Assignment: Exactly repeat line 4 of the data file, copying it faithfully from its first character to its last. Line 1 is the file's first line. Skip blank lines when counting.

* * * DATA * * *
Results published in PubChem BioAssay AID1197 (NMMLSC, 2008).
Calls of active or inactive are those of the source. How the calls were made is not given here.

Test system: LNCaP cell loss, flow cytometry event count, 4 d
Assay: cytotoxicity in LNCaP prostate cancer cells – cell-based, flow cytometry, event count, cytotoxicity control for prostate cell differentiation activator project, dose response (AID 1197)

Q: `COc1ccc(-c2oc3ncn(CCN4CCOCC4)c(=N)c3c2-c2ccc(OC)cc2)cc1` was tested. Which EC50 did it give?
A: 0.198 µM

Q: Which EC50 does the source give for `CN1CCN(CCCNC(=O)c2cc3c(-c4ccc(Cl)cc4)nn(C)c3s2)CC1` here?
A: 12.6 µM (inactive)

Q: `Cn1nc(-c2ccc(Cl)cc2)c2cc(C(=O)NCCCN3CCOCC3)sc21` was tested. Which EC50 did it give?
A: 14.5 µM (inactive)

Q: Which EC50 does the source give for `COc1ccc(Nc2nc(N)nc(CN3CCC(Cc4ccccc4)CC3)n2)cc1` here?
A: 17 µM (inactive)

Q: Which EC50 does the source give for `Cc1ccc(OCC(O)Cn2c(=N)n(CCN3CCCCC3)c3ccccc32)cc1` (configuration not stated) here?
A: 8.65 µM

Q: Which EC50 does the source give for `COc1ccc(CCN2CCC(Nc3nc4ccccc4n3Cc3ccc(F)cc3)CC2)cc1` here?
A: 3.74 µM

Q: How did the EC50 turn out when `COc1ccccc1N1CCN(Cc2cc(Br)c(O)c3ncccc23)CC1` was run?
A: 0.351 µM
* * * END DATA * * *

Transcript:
Assay: cytotoxicity in LNCaP prostate cancer cells – cell-based, flow cytometry, event count, cytotoxicity control for prostate cell differentiation activator project, dose response (AID 1197)